As a preliminary:
While an Idahone "V" stick set is an excellent two stage "steel," it won't do that much in terms of sharpening your knives -- and won't take the MAC anywhere near where it should be. Sharpening is something you should re-think.
If you're going to stay with the Idahone as your only sharpening solution, don't bother buying more MACs.
You seem to have read all of the many good reasons why it would profit you to purchase your remaining knives individually rather than as a set. If you want to be argued back to your senses, there are plenty of other people to do it.
As you approach your final choice try to exercise as much discrimination as possible in terms of choosing types and sizes which will best suit your cooking. More knives are not necessarily better if they aren't the knives you want.
I wouldn't spend a cent on a santoku, an 8" slicer, a serrated sandwich or tomato knife, etc., but you may think they're stepping stones on the path to happiness. Since you'll be the one living with the knives, let's go with the idea that whatever you want you should have.
High End German Knives vs One Mid-High Japanese Series:
With the exception of MAC, your choices fall in mid to very high end Germany categories categories. In truth, they have more in common than defferent. They are typified by perfect fit and finish, excellent handles, excellent corrosion resistance, and mediocre (at best) edge taking and holding characteristics. Don't let my "rankings" distract you from their similarities.
MAC Pros are great all around knives with excellent edge taking characteristics, nicely but not as beautifully made and finished, good corrosion resistance, etc.
There are several other Japanese lines with more or less traditional western styles and handles, like the MACs.
Misono Moly are nice, and have a pretty good selection of shapes too. That is, you could easily fill out a block with matching handles.
Masahiro makes a new line which is very nice indeed, but probably more than you want to spend. FWIW, you can get a block set.
Miyabi Masamoto Fusion 600 -- Also expensive, actually made by Henckels in Japan, and supported by Henckels worldwide. A very good thing. VG-10, but Henckels calls it something else. Excellent knives, but very hard to track down.
There are other Japanese makers -- some of whose names begin with a letter other than "m" -- which may have enough selections in a given stainless line to fill out a block. Unfortunately, the data bank in the block of wood I call my brain isn't organized that way. Maybe more will come to mind as and if we continue the discussion.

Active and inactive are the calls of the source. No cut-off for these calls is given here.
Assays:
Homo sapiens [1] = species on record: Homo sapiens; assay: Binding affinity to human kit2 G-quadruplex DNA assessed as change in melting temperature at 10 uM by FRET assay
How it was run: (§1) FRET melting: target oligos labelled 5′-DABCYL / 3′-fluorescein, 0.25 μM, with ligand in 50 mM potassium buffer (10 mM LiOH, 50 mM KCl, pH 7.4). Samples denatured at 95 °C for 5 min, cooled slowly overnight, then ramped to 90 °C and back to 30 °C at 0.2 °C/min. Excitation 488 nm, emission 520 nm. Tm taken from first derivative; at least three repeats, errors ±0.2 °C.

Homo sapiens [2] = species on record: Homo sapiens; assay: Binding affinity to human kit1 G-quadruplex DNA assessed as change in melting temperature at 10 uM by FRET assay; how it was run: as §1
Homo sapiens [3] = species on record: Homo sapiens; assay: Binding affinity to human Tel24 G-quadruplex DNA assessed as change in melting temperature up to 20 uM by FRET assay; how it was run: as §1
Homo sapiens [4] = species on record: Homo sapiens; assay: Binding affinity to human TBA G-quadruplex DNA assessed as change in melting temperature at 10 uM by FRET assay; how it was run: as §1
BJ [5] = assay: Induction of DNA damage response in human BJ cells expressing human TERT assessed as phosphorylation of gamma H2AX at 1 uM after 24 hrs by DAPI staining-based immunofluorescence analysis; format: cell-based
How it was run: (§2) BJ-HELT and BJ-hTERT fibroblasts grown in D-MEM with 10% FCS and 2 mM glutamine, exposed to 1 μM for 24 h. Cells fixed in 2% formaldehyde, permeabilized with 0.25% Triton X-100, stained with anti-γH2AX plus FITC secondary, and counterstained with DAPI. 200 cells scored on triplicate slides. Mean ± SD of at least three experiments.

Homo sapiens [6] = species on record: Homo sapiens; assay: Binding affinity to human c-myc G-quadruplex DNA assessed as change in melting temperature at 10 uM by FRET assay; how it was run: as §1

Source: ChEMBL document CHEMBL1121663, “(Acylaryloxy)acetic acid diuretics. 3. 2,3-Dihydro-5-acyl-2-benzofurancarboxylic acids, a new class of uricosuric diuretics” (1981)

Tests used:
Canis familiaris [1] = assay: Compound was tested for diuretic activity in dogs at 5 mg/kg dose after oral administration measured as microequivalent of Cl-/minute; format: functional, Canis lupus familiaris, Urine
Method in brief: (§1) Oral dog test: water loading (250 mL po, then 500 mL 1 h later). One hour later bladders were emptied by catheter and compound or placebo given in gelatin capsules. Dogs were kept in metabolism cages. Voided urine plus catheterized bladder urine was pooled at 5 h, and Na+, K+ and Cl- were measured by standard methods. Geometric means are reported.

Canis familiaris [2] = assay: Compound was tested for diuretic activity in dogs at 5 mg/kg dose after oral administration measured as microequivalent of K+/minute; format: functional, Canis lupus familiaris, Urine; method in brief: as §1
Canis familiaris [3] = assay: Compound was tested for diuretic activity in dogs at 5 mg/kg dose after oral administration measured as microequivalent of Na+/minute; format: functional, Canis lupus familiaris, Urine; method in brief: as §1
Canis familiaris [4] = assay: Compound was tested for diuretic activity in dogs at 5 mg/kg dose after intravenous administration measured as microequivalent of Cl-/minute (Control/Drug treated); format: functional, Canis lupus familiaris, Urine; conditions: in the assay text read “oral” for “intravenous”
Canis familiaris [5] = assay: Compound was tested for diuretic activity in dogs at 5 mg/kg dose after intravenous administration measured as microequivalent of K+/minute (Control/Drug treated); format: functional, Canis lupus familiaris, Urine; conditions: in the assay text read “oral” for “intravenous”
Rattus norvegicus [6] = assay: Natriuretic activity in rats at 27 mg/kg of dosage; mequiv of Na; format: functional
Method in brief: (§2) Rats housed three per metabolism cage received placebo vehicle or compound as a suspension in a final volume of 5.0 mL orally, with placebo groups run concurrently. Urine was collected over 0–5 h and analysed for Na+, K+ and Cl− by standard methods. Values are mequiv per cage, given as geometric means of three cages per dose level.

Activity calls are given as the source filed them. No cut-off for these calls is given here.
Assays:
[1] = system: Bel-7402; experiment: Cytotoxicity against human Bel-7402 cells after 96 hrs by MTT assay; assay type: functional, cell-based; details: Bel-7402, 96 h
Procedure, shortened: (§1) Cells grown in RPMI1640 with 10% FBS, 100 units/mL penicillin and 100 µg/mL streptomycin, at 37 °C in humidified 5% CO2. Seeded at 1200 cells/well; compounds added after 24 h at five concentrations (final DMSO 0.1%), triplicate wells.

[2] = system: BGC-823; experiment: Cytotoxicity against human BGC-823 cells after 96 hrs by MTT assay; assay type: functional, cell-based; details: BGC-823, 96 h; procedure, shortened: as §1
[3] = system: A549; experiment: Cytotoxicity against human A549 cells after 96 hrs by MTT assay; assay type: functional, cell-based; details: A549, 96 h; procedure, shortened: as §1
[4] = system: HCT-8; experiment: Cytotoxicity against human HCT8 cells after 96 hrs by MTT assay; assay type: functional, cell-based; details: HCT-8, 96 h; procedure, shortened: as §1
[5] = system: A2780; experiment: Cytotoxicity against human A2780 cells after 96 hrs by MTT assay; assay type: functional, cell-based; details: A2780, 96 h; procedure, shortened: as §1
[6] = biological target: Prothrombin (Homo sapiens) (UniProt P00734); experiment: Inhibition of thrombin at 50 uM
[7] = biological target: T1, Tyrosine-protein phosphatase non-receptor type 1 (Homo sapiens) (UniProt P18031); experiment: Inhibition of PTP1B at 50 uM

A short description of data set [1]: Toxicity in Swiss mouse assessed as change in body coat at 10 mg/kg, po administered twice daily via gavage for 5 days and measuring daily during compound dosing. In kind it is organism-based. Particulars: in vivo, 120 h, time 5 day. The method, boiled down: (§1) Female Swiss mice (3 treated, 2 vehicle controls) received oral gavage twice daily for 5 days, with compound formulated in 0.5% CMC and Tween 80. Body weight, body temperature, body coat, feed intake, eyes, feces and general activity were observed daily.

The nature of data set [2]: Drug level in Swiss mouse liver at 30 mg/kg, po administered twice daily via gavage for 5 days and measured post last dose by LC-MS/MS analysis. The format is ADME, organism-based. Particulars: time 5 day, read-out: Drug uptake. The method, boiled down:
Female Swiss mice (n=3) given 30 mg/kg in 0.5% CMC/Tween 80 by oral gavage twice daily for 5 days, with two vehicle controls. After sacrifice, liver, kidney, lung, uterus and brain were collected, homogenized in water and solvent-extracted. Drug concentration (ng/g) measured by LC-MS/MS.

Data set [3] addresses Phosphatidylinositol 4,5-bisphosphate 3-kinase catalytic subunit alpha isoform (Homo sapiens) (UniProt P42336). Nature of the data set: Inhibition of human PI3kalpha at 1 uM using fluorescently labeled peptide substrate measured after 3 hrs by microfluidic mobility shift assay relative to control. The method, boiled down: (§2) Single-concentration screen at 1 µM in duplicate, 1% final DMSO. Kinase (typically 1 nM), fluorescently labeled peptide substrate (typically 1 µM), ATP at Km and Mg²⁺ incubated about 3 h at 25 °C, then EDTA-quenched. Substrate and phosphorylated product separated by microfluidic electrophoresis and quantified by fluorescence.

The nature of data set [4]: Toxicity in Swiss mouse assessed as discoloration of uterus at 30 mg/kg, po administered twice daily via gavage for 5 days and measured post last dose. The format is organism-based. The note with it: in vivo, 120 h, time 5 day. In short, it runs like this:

Ranking Your Choices:
- MAC Pro -- Not only are these not sold as a set, but some profiles are simply not available in the Pro line and will force you to drop down to Superior and exercise some selection. For what it's worth, the 10.5" Superior bread knife is incredibly good.
- Misono Moly -- These are at the high-end of Japanese entry level, one step below MAC Pro. Much better than any of the Germans. Misonos like MACs have particluarly good handles as Japanese "yo" knives go; as good or better than your European choices. Good F&F for the class, but not as good as those made in Germany. Much better alloy -- it used to be VG-1, but since Takefu discontinued it, thery're probably made with VG-2. Hardened to around 57-58RCH.
- Masahiro -- VG-10. Nicely made. Expensive.
- Miyabi Masamoto Fusion -- Great stuff, but currently vaporware.
- Messermeister -- Profiles have a slight French influence compared to the other German makers', a good thing in my book. X55CrMoV15 is a little bit better alloy than you'll find in the other knives, and made slightly harder. In my opinion, the benefits are more theoretical than actual.
- Forschner Forged Pro -- Very well made. Although Forschner (aka Victorinox) is a Swiss company, the forged knives are actually made in Germany. Traditional German styling. Same alloy as the Wusthof. If you like regular German knives like Wusthof and Henckels, Forschners are every bit as good but less money -- a definite value leader. I'd choose them over the Wusthofs for their price. But if you really like the Ikon handling and styling...
- Wusthof Ikon -- Impeccably finished. Prestige name. Indifferent performers. X50CrMoV15.
- F. Dick -- Dick makes some very good knives. This particular line is not their best. Made from X45CrMoV15, which by definition, is not "high carbon." Edges will roll up even more easily than the other Germans and will require extra steeling to stay sharp. Otherwise, another good German.
If you're going to buy a set from one of the European makers, let styling and price be your guide. There's not enough performance difference to choose between them. I only ranked them because you asked.
All knives dull, and one dull knife is pretty much the same as another. Dull.
If you don't care enough about sharpness to make and keep knives sharp beyond the Idahone's level -- don't bother with the Japanese knives. It's not that you wouldn't be worthy of the knives or anything like that, just that they're a lot of money and their only advantage relative to the Germans is sharpness.
Hope this helps,
Edited by boar_d_laze - 8/15/10 at 5:45pm